Illinois’ financial health has been on the decline for at least two decades, but its current fiscal condition is as bad as it has ever been and the worst of any state in the nation. The state’s credit rating is just one notch above non-investment grade “junk” status from all three major rating agencies, meaning Illinois is dangerously close to being the first state in history to receive a junk rating.7 Its backlog of unpaid bills – essentially a high-interest form of debt used to carry budget deficits from year to year – is projected to rise to more than $33 billion without reform, nearly double the $16.68 billion record set in 2017 during the two-year budget impasse.8

However, a change in leadership in Springfield and voters’ rejection of a constitutional amendment to institute a progressive tax give reason to believe transformational change is now more possible than ever. The additional federal aid gives the state an opportunity to make those changes and balance the budget without harmful tax hikes or service cuts.

The Prairie State’s budget problems are primarily self-inflicted, and lawmakers can solve them by charting a new path forward. While the COVID-19 pandemic and measures taken to combat it have reduced economic activity and therefore government revenue projections in many places across the nation, Illinois was particularly ill-prepared for a recession and the state’s fiscal policy has responded especially poorly to date. Reversing course requires following best practices for sound public budgeting that many other states have used to successfully manage their budgets during the pandemic.

Moody’s Investors Service in May 2019 reported Illinois and New Jersey were the only two states without sufficient reserves to weather a recession.9 Most states spent the decade after the Great Recession shoring up their financial health, while Illinois dug its hole deeper. When COVID-19 hit, the median rainy day fund balance nationally was a healthy 8% of annual expenditures.10 Illinois had a rainy day fund in name only, with just over $1 million saved – enough to operate state government for only 15 minutes.11

Worse, after COVID-19 was declared a global pandemic and government revenue projections fell, Illinois lawmakers actually increased general funds spending by almost 6%, rather than reducing spending to match the lower revenues.12 Increasing spending when revenues are declining inevitably creates a large deficit. Rather than truly closing the gap, Pritzker and
lawmakers included in their budget phantom revenues from a never-realized federal bailout and a tax hike voters never approved.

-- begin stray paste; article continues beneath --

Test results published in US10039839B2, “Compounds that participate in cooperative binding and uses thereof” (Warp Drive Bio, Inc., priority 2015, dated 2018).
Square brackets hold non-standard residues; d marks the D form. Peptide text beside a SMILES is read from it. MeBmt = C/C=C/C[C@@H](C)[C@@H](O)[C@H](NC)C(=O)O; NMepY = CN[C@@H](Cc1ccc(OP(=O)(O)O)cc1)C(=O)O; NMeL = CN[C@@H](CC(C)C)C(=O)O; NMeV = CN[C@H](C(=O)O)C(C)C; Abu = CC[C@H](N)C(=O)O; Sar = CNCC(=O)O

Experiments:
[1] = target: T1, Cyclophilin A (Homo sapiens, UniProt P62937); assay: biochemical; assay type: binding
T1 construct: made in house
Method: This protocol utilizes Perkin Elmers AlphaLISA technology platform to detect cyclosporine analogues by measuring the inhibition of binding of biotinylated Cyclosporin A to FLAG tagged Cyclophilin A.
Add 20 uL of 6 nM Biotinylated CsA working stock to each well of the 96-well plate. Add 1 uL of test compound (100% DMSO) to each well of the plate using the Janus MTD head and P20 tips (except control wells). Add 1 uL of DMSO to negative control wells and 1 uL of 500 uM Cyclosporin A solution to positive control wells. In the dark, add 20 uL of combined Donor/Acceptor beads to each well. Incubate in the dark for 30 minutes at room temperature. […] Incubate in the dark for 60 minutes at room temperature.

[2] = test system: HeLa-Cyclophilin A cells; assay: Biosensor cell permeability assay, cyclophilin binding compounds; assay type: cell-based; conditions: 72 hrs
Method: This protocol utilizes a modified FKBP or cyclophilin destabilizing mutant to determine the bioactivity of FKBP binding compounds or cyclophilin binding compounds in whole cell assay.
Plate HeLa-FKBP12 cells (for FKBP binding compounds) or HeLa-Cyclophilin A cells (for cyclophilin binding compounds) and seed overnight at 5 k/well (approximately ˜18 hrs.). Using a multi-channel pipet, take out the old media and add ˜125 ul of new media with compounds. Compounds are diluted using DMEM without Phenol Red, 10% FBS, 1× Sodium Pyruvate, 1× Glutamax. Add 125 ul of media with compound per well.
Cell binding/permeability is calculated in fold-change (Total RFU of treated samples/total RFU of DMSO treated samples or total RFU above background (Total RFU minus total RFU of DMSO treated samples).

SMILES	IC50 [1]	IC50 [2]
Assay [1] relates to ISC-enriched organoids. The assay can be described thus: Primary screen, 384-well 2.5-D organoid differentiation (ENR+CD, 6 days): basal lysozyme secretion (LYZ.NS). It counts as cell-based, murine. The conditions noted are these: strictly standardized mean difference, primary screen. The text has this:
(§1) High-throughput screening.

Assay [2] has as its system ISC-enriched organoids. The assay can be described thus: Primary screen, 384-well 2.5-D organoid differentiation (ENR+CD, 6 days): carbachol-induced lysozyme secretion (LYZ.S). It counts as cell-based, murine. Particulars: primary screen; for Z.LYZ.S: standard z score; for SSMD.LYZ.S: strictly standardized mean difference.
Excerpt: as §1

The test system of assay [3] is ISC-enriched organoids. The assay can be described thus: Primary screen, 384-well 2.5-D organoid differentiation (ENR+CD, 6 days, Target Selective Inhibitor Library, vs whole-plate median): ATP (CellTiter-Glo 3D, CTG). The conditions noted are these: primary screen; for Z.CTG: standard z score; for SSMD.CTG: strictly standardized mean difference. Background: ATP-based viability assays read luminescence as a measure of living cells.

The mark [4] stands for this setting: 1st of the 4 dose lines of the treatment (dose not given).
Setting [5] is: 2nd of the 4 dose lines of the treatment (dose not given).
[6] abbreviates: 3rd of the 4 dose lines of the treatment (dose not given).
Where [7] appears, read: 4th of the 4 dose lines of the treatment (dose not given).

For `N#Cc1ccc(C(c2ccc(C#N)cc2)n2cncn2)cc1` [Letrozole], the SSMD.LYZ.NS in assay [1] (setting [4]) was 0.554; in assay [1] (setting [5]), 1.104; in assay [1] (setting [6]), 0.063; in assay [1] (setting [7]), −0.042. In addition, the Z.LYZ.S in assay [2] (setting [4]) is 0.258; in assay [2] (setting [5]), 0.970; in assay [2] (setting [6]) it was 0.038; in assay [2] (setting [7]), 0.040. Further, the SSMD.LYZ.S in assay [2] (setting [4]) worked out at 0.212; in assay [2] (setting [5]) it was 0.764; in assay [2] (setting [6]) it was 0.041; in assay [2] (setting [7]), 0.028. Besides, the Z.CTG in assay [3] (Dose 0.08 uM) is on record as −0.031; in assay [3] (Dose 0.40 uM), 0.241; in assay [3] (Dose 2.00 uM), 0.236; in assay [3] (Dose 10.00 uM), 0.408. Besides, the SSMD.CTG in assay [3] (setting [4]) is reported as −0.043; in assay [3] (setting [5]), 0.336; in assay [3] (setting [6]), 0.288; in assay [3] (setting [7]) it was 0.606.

Illinois would have no budget deficit had Pritzker and lawmakers in the General Assembly done just two things differently in the budget passed last May: 1) reformed pensions for $2.4 billion in structural savings, and 2) kept spending flat, rather than increasing it by nearly $2.4 billion. The savings from those two measures would have more than offset deficits this year and made a huge dent for fiscal year 2022.13

Unrealistic budgets, revenue gimmicks and deferring costs to the future have become commonplace in Illinois.

For the past decade, Illinois politicians responded to chronic budget deficits and an ever-growing debt burden primarily with higher taxes. Raising taxes failed to improve government balance sheets while harming the state’s economy and contributing to its consistent population loss.14 Lawmakers in Springfield have yet to enact serious structural spending reforms and are running out of time and alternatives.

Multibillion-dollar budget deficits have persisted since the Great Recession, and the last time the state ended a fiscal year in the black was 2001.

Unsustainable growth in the cost of public pensions is the primary reason the state has spent more than it brings in for two decades. But despite leading the nation in pension spending,15 Illinois also leads the nation in pension debt.

Illinois’ total debt burden is the second highest in the nation relative to the size of its economy. Pensions alone account for 57% of that burden.16 Unfunded health care liabilities for retired state employees accounts for another 22% of state debts, meaning nearly 80% of Illinois’ debt is related to public worker retirement benefits.

Pritzker and a supermajority of Democratic lawmakers proposed a plan to deal with these problems by amending the state constitution to replace Illinois’ flat tax with a progressive tax system. An initial set of tax rates attached to the amendment would have raised more than $3 billion in new revenue from small businesses and individuals making more than $250,000 a year but would have failed to close the fiscal gap. Progressive tax powers make it easier to raise taxes on everyone over time, and voters were rightly worried about future tax increases on the middle class and retirees if the “fair tax” passed. Without changes to reduce spending and debt, more tax increases were virtually inevitable under a progressive tax.17

Illinoisans sent a strong message that they are ready for transformative change by rejecting the “fair tax” amendment. Despite a more than $60 million campaign in favor, the tax hike received just 46.7% of the vote, far short of the approval needed.18

Another sign that Illinois is ready to upend its failing status quo of public policy came in the two months following the November elections. Illinois has a new speaker of the House for the first time in decades. Michael J. Madigan was ousted as speaker and then resigned his House seat. Madigan opponents within his party cited his most recent corruption scandal as rationale for a change in leadership.19

The end of the Madigan era can be the beginning of undoing his dual legacies of debt and corruption. Madigan is more personally responsible for Illinois’ failing finances than anyone else. Since he was first elected speaker in 1983, Madigan was heavily involved in irresponsible budgets and unfunded pension benefit enhancements that brought the state from a perfect AAA credit rating to just one notch above junk – the worst of any state in history.20 Budgets under Madigan were made through a top-down process that limited input from independent budget watchdogs as well as rank-and-file lawmakers.